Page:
(2003 to 2005)

Always calling dispose

Mon Oct 4 14:16:00 UTC+1100 2004


I've written a few emails lately, and then decided not to send them.

I really don't like it when I do that. But I've been growled at for long posts once too often lately, and I'm either losing my nerve, or losing my faith in the intelligence of others ( take your pick; futility underlies each ).

I kind of liked this one though. So I'm gonna post it here rather than let it meet the same fate as all those other long posts that have been left to fade away in my drafts folder.

If you don't like it, you can suck my balls.



David Crowell wrote:
> However we recently started using CoreLabs MySQL Direct .NET to talk
> with MySQL databases.  It seems to require the Close() call, yet Dispose
> seems to be unnecessary.  It's probably a bug that Dispose() isn't
> calling Close().

If anything the bug is in the SqlServer client, not the MySQL client.

If you have a 'connection' object then you would expect it to have an *interface* with specific 'open' and 'close' verbs defining a rigid implementation *contract*. That is, if you call Open() then you must guarantee to call Close(), etc.

This would have nothing to do with the IDisposable interface. In this case it's about the contract on the 'connection' interface.

On the other hand, when you have an interface like IDisposable whose contract is "optionally call if you need deterministic finalization of unmanaged resources" then calling 'close' from there would border on *insane*. Because if you do more than release unmanaged resources in there, and people start to depend on that, then you're locking yourself into maintaining a behavior that was not defined as part of the contract into the future. Making it a 'required' call pretty much undermines the *entire point* of a managed environment given that it forces strong ownership.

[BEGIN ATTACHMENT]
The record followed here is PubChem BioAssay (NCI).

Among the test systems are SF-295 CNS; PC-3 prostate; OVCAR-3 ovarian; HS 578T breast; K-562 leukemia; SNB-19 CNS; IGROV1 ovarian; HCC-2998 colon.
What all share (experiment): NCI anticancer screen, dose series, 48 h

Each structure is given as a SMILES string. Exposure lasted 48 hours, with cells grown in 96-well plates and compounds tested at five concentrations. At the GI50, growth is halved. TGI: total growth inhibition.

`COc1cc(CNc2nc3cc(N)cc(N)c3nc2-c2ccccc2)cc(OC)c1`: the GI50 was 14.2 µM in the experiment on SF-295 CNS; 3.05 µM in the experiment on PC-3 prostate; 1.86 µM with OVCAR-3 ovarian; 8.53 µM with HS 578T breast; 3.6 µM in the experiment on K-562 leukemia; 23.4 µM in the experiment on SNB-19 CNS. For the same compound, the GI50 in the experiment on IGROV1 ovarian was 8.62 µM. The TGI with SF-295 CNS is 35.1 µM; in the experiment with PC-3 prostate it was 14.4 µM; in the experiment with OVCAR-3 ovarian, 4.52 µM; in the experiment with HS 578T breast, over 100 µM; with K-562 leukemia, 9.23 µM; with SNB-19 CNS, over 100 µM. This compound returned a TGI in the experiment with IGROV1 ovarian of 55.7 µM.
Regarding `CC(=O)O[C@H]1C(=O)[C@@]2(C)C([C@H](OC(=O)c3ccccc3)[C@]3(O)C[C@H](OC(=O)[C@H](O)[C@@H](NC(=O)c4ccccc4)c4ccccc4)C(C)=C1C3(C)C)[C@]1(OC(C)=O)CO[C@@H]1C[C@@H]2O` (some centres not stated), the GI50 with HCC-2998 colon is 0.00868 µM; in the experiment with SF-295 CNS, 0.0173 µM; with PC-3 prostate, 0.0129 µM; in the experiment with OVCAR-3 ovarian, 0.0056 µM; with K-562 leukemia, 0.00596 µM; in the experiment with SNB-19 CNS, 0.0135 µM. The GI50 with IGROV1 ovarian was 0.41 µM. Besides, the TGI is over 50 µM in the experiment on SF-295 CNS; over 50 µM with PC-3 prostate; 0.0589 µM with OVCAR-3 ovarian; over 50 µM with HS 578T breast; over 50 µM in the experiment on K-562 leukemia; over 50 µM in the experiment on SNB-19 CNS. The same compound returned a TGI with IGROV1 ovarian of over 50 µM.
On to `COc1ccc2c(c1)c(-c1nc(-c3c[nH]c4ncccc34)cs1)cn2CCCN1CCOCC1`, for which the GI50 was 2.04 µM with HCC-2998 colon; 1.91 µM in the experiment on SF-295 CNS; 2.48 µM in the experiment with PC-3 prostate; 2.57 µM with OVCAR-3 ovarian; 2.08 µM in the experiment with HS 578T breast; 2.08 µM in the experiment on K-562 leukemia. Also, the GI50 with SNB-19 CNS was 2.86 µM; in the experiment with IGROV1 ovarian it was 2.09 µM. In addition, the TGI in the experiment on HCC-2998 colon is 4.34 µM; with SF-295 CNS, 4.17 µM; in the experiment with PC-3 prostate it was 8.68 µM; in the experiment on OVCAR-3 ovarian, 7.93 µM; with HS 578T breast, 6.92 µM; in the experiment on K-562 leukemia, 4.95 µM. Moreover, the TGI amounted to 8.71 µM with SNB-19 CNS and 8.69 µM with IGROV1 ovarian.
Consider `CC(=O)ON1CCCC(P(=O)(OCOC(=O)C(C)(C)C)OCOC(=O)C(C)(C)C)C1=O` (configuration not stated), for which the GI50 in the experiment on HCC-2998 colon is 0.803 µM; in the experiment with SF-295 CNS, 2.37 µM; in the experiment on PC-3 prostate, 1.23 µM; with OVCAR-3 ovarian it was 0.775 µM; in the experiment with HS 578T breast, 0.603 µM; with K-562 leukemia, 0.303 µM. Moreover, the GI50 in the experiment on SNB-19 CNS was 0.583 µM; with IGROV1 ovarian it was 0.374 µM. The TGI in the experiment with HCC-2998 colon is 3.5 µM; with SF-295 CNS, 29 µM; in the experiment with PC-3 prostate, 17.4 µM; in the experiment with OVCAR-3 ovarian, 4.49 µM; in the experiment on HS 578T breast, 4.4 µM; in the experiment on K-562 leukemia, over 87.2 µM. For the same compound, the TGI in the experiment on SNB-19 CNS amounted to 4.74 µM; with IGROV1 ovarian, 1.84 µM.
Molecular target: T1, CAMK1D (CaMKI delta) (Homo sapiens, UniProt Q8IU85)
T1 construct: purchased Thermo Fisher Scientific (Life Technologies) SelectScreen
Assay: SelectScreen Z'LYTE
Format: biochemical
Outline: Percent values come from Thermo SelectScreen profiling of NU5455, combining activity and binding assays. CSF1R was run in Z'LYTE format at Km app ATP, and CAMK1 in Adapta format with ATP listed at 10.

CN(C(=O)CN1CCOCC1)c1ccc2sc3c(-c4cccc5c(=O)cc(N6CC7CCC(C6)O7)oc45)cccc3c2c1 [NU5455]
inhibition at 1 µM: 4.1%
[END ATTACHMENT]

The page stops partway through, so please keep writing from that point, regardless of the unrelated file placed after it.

The unfortunate reality is that there is enormous utility in the 'using' keyword because it allows for 'nice and easy' C# language integration. That is the "guaranteed call when this thing is about to go out of scope". Unfortunately the 'using' keyword calls on the IDisposable interface, making it pretty useless if you wanted to call 'close' (without breaking the IDisposable interface).

Because of the confusion surrounding IDisposable and its poor implementation in the component model, IDisposable is pretty much a void contract, meaning you can't really rely on it meaning anything, which means you need to consider how you are going to treat it on a case by case basis (i.e. *per implementation*, there are no saving graces with regards to forward compatibility, and if we're lucky we'll see that interface deprecated in future releases in favor of a broader and better defined set of interfaces, such as IResource, IScoped, with compiler support, etc.)

There are a host of other issues around IDisposable too. It's a shame there isn't a separate interface for the 'using' keyword to target. It's a shame that resource management is still so poor. .NET doesn't give you 'resource management'. It gives you a shoddy 'strong ownership component model'. It gives you 'memory management' but only for the bits that it calls 'managed memory' and you can still undermine it entirely by holding on to a managed reference. If you think you got much more than a standardised type system, nicer API, a VM and a pretty language (that looks exactly the same as Java) with .NET, then you thought wrong. Memory management is still your problem.


p.s. foreach, for, do, params, etc. all have very tightly defined, logical and well understood behavior. IDisposable doesn't.

Copyright © 2003-2005 John Elliot